I use an average of under 4 kWh/day in my all- electric home with a peak of about 9 kWh – and I could reduce that peak even more by further upgrading my home’s thermal performance.
An electric vehicle typically has a battery of 40 kWh to 100 kWh. Yet the ‘average’ daily distance travelled by an Australian car is less than 40km, requiring about 6 kWh.
So, emerging EV technology, such as that in the new Nissan Leaf, could provide both mobility and home energy for several days.
I could also drive my car to another electricity source, such as a public charger supplied by wind energy or pumped hydro energy storage, to recharge and run my home and car for even longer. The car’s battery could even be used to ‘export’ electricity to other buildings or to the grid.
I must admit to being bemused by the delay in recognising EVs as mobile energy storage systems.
And if an EV had a range extender engine (not the existing complex and heavy plug-in hybrid technology, but a small, lightweight, multi-fuel motor-generator; see for example bit.ly/TE-DMGT), it could use petrol or renewable fuels such as ethanol, methanol, hydrogen or biogas to enhance flexibility and provide backup energy.
Some time ago, I worked out that such a solution could cost-effectively generate up to 700 kWh/ year at lower cost than the annual connection charge for staying connected to the grid.
Maybe there is a potential business model for a truck with a large battery that could travel around, topping up home batteries in winter? This would allow people to go off-grid and save up to $400 annually on connection charges. Such a service could also ‘download’ excess electricity stored in a home battery or EV to other consumers.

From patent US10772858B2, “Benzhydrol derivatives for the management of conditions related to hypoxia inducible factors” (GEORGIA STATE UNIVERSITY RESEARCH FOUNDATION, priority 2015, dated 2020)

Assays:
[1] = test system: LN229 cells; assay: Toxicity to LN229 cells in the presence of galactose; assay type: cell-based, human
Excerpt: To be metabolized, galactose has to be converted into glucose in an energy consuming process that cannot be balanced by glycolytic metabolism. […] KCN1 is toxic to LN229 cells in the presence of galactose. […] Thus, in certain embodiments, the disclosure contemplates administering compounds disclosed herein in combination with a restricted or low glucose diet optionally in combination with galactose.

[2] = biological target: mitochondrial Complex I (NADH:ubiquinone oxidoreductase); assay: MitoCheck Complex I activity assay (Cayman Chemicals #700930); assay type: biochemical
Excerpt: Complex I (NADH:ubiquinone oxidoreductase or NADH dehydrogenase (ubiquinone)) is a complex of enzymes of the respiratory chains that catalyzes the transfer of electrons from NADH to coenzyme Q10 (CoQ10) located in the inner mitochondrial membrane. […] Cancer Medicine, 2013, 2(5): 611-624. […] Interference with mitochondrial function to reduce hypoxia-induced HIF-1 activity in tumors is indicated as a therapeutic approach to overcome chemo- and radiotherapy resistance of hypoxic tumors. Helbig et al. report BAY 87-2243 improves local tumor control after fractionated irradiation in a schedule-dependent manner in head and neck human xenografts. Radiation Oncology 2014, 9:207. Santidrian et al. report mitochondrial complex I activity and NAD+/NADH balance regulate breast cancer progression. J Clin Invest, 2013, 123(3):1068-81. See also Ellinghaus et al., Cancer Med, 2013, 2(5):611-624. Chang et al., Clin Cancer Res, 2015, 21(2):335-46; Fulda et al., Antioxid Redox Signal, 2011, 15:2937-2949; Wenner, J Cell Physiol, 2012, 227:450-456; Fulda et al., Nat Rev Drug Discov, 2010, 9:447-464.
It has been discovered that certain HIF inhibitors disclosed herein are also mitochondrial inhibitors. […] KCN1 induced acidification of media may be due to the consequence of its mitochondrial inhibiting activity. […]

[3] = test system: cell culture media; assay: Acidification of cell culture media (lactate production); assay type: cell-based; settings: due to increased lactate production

I am not suggesting that solutions like these are here now or are the best options. But the reality is that disruptive business models and behind-the-meter solutions are emerging from left field at an accelerating rate.
These options cross traditional boundaries and potentially blindside people who think in terms of incremental change.
Investments in large energy projects that take years to implement (including large energy storage projects) or are protected by slow-moving regulatory systems and policies (often managed by policymakers captured by incumbents or their blinkered vision) are looking increasingly risky.
Change brings risk and opportunity. It can be a wild ride.
Energy network operators who, at present, benefit from generous guaranteed profits based on unrealistic asset valuations should be nervous. Their social licence to operate is fragile. They are lucky that few policy makers understand this or have the courage to call them out— so far.
Alan Pears, AM, is one of Australia’s best- regarded sustainability experts and is a senior industry fellow at RMIT University.. This article was first published as part of his regular column in Renew magazine,